Does Uber Have A Late Fee? A New Policy Could Mean New Fees For Customers

DANIEL LEAL-OLIVAS/AFP/Getty Images
Share

If you're that person who only just starts looking for her shoes when she gets the notification that her Uber drive has arrived, you're not going to like this news. Uber is introducing a late fee, which is great for drivers whose time is being wasted by those who keep them waiting to start their ride, and not so great for the slowpokes who use arrival notifications as "start to get ready" alarms.

Announced on Tuesday, the ride sharing app is adding a slew of new features, most notably of which, is a per-minute late fee. Yes, from now on, being slow is seriously going to cost you. In the past, if your driver was really paying attention to the clock, you were liable to get a late fee charge after they've waited for you for two minutes. Now, you'll get charged extra for each minute you're late after those two minutes. So if that doesn't inspire you to hop to it, I don't know what else will!

All of this is a part of Uber's 180 Days of Change program that aims to better the experience for both drivers and riders by offering services and awards that ensure efficient rides and coordinating. Other updates include more judicial standards for cancellation fees, extra earnings for drivers who take on faraway pick ups, and even fees for returned lost items — triple check that you haven't left anything behind when you leave the car. Leaving your phone behind might doubly cost you next time.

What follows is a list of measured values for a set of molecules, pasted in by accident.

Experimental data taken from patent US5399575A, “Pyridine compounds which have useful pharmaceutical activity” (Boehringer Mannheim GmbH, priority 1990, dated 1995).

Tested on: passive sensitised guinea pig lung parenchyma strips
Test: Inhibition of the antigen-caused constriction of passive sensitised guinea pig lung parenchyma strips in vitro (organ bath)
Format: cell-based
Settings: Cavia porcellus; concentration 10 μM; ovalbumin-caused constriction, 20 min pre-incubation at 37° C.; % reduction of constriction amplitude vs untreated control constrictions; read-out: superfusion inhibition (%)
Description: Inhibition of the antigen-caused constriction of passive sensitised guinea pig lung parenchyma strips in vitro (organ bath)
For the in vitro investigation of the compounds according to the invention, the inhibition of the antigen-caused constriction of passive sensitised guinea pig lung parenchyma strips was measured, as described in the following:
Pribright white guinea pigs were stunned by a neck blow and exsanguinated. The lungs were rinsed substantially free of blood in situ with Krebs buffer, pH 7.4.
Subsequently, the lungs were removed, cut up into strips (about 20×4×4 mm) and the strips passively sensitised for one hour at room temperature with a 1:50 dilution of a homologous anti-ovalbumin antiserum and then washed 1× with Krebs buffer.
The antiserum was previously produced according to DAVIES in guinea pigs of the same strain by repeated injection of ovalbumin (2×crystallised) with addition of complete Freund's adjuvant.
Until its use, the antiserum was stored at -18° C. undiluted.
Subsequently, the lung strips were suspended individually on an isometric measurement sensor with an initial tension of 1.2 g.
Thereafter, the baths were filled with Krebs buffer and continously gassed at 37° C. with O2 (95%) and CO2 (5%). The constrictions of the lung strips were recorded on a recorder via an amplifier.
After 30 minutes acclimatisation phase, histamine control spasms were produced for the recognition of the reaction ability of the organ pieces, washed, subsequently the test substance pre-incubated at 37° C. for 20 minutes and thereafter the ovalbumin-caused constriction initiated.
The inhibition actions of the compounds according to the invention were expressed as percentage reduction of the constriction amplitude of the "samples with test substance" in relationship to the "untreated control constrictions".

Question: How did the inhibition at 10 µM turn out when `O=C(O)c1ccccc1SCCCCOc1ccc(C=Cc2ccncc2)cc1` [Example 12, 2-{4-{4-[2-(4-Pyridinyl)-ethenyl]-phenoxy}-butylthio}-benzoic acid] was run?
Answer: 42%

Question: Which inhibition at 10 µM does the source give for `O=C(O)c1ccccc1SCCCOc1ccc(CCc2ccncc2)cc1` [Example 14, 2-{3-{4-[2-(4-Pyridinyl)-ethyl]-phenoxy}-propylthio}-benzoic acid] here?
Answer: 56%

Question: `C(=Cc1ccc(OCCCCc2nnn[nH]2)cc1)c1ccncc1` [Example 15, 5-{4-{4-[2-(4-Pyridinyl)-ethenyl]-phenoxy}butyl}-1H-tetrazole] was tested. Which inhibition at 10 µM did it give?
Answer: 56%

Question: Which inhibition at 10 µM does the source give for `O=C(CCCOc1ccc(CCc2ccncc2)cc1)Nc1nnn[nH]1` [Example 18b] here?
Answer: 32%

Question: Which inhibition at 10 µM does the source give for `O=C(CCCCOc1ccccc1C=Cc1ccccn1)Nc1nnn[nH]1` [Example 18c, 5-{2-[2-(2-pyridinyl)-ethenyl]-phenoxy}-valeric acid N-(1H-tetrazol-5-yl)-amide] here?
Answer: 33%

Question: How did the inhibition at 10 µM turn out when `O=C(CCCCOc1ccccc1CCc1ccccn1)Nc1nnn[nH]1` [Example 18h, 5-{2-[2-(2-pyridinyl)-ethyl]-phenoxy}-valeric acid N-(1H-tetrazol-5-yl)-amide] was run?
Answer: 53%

Giphy

But what the late wait fee will actually look like for riders is yet to be seen. The price will vary from city to city, but one example reported on The Verge, was that a wait time of three minutes and 45 seconds would cost an Uber driver $0.86 in added costs. So, it sounds like the wait time fee is only fair. It also sounds like it's not going to be hugely taxing. You're not going to end up with a $300 late fee for a three minute wait, but you will end up with a higher charge on your card that you would have, if you were on time. So like, be on time!

The moral of the story is this: do not request an Uber unless you are ready to go. If it's safe for you to, wait outside for your Uber so that they can see you when they pull up and there's no confusion. If you can't wait outside, make sure that you've placed the location pin in exactly the right location so that your driver knows exactly where to go. You don't want to end up with a late fee because you accidentally set your location in the wrong place. And unless you're requesting an Uber from a very remote area, there's no reason to call it far in advance. There are plenty of drivers available in busy metropolitan areas, so save that request button for when you're fully dressed.

This new feature is not meant to stress out the passenger or make anyone feel like we're being punished. Rather, it's there to protect the driver — after all, a happy driver is less likely to cancel your trip or have an attitude with you for trying to eat a burrito in the back seat. So really, this update is good for everyone. And I'm sure that if there are any kinks and if you're improperly charged a late fee, you'll be able to contest it. I've found that Uber is pretty good at refunding you for mistakes.

And just in case, you might want to let your friends know about this new rule, before they find out the hard way.